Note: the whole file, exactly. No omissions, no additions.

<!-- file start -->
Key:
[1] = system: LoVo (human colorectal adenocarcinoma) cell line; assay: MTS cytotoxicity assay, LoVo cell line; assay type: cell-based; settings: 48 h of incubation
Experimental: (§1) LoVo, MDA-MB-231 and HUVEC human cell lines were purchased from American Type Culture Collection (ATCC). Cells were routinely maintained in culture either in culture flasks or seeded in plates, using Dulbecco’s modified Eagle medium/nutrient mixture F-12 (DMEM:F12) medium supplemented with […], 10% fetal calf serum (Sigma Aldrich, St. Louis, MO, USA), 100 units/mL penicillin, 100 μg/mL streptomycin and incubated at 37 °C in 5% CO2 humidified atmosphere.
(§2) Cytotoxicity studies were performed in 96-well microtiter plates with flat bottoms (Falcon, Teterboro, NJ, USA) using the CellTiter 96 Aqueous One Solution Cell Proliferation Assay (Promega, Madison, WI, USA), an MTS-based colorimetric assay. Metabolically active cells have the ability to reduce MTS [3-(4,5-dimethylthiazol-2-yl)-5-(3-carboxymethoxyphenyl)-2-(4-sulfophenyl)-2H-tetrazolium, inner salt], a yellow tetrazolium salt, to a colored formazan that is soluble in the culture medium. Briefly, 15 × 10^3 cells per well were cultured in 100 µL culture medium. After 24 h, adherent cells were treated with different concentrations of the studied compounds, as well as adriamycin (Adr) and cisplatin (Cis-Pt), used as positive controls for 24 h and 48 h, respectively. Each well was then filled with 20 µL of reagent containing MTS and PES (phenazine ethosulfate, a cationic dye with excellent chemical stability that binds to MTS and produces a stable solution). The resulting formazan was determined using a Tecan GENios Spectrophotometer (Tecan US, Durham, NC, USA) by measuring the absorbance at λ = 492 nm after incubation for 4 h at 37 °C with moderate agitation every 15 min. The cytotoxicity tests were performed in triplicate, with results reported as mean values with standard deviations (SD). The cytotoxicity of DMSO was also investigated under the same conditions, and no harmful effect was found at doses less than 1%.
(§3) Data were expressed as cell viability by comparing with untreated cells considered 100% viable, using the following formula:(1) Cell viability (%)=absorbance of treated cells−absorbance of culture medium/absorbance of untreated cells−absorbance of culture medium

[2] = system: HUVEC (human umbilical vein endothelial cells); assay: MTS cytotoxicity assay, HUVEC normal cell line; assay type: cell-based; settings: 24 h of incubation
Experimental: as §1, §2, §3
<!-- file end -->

Key:
[1] = system: LoVo (human colorectal adenocarcinoma) cell line; assay: MTS cytotoxicity assay, LoVo cell line; assay type: cell-based; settings: 48 h of incubation
Experimental: (§1) LoVo, MDA-MB-231 and HUVEC human cell lines were purchased from American Type Culture Collection (ATCC). Cells were routinely maintained in culture either in culture flasks or seeded in plates, using Dulbecco’s modified Eagle medium/nutrient mixture F-12 (DMEM:F12) medium supplemented with […], 10% fetal calf serum (Sigma Aldrich, St. Louis, MO, USA), 100 units/mL penicillin, 100 μg/mL streptomycin and incubated at 37 °C in 5% CO2 humidified atmosphere.
(§2) Cytotoxicity studies were performed in 96-well microtiter plates with flat bottoms (Falcon, Teterboro, NJ, USA) using the CellTiter 96 Aqueous One Solution Cell Proliferation Assay (Promega, Madison, WI, USA), an MTS-based colorimetric assay. Metabolically active cells have the ability to reduce MTS [3-(4,5-dimethylthiazol-2-yl)-5-(3-carboxymethoxyphenyl)-2-(4-sulfophenyl)-2H-tetrazolium, inner salt], a yellow tetrazolium salt, to a colored formazan that is soluble in the culture medium. Briefly, 15 × 10^3 cells per well were cultured in 100 µL culture medium. After 24 h, adherent cells were treated with different concentrations of the studied compounds, as well as adriamycin (Adr) and cisplatin (Cis-Pt), used as positive controls for 24 h and 48 h, respectively. Each well was then filled with 20 µL of reagent containing MTS and PES (phenazine ethosulfate, a cationic dye with excellent chemical stability that binds to MTS and produces a stable solution). The resulting formazan was determined using a Tecan GENios Spectrophotometer (Tecan US, Durham, NC, USA) by measuring the absorbance at λ = 492 nm after incubation for 4 h at 37 °C with moderate agitation every 15 min. The cytotoxicity tests were performed in triplicate, with results reported as mean values with standard deviations (SD). The cytotoxicity of DMSO was also investigated under the same conditions, and no harmful effect was found at doses less than 1%.
(§3) Data were expressed as cell viability by comparing with untreated cells considered 100% viable, using the following formula:(1) Cell viability (%)=absorbance of treated cells−absorbance of culture medium/absorbance of untreated cells−absorbance of culture medium

[2] = system: HUVEC (human umbilical vein endothelial cells); assay: MTS cytotoxicity assay, HUVEC normal cell line; assay type: cell-based; settings: 24 h of incubation
Experimental: as §1, §2, §3